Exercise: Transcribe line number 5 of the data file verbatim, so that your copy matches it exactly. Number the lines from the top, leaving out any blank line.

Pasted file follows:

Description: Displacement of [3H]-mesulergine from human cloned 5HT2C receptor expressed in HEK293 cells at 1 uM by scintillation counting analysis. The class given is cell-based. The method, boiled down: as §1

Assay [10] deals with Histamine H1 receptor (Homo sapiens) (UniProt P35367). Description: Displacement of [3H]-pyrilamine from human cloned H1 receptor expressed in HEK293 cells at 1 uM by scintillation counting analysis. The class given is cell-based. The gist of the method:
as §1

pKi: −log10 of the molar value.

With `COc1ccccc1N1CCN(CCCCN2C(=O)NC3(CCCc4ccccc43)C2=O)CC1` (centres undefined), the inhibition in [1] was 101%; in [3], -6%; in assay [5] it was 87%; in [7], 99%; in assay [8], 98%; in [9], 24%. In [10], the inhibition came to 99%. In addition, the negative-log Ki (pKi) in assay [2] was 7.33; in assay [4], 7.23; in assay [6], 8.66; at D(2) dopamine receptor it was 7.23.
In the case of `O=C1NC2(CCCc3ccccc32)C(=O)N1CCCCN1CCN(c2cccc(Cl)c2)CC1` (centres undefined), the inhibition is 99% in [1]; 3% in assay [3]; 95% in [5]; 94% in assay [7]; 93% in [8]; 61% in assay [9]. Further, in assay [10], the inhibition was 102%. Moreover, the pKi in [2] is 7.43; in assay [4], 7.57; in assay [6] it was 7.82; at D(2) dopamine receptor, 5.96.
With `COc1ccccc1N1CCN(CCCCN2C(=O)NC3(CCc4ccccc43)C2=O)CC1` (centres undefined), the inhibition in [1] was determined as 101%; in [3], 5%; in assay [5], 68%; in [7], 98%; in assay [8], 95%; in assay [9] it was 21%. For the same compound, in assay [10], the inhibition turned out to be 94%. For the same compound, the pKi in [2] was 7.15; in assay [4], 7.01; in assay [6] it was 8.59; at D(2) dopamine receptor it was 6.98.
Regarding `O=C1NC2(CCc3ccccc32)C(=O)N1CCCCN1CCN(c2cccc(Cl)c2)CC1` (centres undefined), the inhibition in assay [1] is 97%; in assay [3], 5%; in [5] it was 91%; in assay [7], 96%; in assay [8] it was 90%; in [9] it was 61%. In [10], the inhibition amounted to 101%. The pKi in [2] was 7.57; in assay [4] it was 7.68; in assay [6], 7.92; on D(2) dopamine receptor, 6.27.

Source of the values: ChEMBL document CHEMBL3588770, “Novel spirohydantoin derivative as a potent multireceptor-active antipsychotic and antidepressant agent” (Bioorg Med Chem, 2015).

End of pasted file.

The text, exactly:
With `COc1ccccc1N1CCN(CCCCN2C(=O)NC3(CCCc4ccccc43)C2=O)CC1` (centres undefined), the inhibition in [1] was 101%; in [3], -6%; in assay [5] it was 87%; in [7], 99%; in assay [8], 98%; in [9], 24%. In [10], the inhibition came to 99%. In addition, the negative-log Ki (pKi) in assay [2] was 7.33; in assay [4], 7.23; in assay [6], 8.66; at D(2) dopamine receptor it was 7.23.